Cyrus Morton Account Book, 1828-1838.
1 vol. (0.25 linear feet).
Call no.: MS 185 bd
The physician Cyrus Morton, (1797-1873) came from a notable medical family from Plymouth County, Mass. His father Nathaniel and son Thomas were both physicians, and his sister-in-law, Julia A.W. (Drew) Winslow was one of the first female medical doctors in the Commonwealth. Morton’s second wife, Lydia Hall (Drew) Morton, was one of the first teachers at the Perkins School for the Blind, and a member of the first graduating class of the Lexington Normal School. Morton died in Halifax on May 18, 1873.
Morton’s account book contains records of frequent visits to his patients, dispensing medicine, his fees and receipts for payment (often received in kind as pigs, fish, beef, hay, wood, the use of a horse, spinning done by widows or wives, digging a well, carpentry, etc.), and a copy of a prayer in Morton’s hand. Among Morton’s patients were Timothy Wood, Stafford Sturtevant, Jacob Thompson, Capts. Knapp and Cushman, and Cyrus Munroe.
- Halifax (Mass.)--Social life and customs--19th centur
- Physicians--Massachusetts--Halifax--19th century
Types of material
MUSE Records, ca.1980-1989.
19 boxes (28.5 linear feet).
Call no.: MS 521
Musicians United for Safe Energy (MUSE), an activist organization opposing the use of nuclear energy, was founded in 1979 by Jackson Browne, Graham Nash, Bonnie Raitt, and John Hall. The MUSE Foundation was established with the proceeds of the concerts and for several years provided small grants to support antinuclear and environmental work.
The bulk of the MUSE collection consists of applications from grass-roots, progressive organizations in the United States relating to their work. As such, the collection presents a wonderful snapshot of early 1980s activisim. The collection is part of the Famous Long Ago Archive.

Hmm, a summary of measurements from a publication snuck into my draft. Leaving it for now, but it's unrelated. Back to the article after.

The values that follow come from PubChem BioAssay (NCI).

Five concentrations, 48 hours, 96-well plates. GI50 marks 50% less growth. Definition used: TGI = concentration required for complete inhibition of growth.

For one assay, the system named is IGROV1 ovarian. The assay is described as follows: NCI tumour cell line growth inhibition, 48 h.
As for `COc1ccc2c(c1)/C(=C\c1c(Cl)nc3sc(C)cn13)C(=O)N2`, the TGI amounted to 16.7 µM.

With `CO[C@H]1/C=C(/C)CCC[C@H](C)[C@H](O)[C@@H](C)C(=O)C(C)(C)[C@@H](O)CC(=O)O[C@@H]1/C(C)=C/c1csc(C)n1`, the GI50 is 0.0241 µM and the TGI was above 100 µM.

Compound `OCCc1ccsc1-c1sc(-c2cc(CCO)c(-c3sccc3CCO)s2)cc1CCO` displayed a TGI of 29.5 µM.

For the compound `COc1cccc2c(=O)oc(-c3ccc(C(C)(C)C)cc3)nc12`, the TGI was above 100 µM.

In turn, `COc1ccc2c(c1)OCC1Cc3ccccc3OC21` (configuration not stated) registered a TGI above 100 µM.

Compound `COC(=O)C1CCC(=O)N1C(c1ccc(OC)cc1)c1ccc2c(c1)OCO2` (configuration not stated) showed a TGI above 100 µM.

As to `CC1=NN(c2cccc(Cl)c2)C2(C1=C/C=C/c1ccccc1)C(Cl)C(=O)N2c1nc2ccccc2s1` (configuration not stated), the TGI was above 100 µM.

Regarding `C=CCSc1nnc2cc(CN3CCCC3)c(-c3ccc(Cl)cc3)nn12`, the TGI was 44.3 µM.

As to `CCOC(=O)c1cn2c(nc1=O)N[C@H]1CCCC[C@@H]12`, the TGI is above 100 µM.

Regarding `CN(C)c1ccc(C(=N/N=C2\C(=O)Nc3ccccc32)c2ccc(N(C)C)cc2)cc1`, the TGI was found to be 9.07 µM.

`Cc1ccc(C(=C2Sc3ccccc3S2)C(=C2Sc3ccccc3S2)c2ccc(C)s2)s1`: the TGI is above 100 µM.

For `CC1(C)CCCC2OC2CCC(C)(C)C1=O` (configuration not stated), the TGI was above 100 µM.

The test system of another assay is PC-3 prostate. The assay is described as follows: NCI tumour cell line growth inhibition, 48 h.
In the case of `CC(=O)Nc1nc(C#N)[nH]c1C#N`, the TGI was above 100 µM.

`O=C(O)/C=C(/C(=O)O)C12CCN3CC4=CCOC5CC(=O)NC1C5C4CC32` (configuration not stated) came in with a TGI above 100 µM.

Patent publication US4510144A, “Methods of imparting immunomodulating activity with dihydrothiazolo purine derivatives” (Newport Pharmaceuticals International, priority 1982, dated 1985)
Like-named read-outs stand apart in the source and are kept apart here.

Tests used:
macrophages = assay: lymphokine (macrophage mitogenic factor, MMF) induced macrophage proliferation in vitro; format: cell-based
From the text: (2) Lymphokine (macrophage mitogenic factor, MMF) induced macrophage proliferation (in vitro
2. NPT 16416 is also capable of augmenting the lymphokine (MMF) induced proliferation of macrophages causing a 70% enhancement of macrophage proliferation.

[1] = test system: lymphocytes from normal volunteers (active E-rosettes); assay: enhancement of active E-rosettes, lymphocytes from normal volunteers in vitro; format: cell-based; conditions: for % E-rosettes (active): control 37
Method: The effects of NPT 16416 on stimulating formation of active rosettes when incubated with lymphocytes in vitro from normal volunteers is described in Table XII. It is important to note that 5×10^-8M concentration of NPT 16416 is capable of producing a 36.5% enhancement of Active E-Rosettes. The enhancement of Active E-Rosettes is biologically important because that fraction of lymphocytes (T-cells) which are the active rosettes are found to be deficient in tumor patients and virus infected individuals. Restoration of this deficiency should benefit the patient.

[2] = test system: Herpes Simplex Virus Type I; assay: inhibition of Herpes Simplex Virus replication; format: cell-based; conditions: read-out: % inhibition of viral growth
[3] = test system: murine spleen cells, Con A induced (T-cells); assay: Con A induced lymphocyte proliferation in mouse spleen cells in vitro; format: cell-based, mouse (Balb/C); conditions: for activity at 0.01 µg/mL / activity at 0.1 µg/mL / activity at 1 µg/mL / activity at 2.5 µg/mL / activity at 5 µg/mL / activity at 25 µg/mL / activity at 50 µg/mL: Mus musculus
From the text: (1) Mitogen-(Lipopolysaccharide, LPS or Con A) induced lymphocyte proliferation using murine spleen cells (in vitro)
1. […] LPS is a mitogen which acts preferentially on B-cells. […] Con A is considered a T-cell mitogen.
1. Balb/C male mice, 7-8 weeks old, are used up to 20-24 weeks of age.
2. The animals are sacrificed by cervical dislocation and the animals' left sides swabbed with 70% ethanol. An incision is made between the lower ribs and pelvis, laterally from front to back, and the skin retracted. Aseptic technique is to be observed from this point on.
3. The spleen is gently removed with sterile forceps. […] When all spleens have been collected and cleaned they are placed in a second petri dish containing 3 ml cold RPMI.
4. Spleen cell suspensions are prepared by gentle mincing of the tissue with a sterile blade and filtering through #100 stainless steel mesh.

- Activists--United States
- Antinuclear movement--United States
- Musicians United for Safe Energy
Digital (+)Finding aid
David Ledbetter Nanney Papers, 1948-2008.
13 boxes (6.5 linear feet).
Call no.: MS 592
The experimental ciliatologist David L. Nanney spent much of his career studying the protozoan Tetrahymena. Under Tracy M. Sonneborn at Indiana University, he completed a dissertation in 1951 on the mating habits of Paramecium, but soon after joining the faculty at the University of Michigan, he turned his attention to Tetrahymena. During his subsequent career in Ann Arbor (1951-1959) and at the University of Illinois (1959-1991), Nanney made a series of fundamental contributions to the cytology, genetics, developmental biology, and evolution of ciliates, influencing the work of other biologists such as Joe Frankel, Janina Kaczanowska, Linda Hufnagel, and Nicola Ricci. Since his retirement in 1991, Nanney has remained in Urbana.
The Nanney Papers include a dense run of professional correspondence with ciliatologists, geneticists, students and colleagues regarding his pioneering research on ciliates and other professional matters. Of particular note is an extensive correspondence with Sonneborn, accompanied by several biographical essays written after Sonneborn’s death, and a large body of correspondence of the controversial reorganization of the biological sciences departments at the University of Illinois in the 1970s. The collection also includes a selection of Nanney’s writings and a handful of photographs.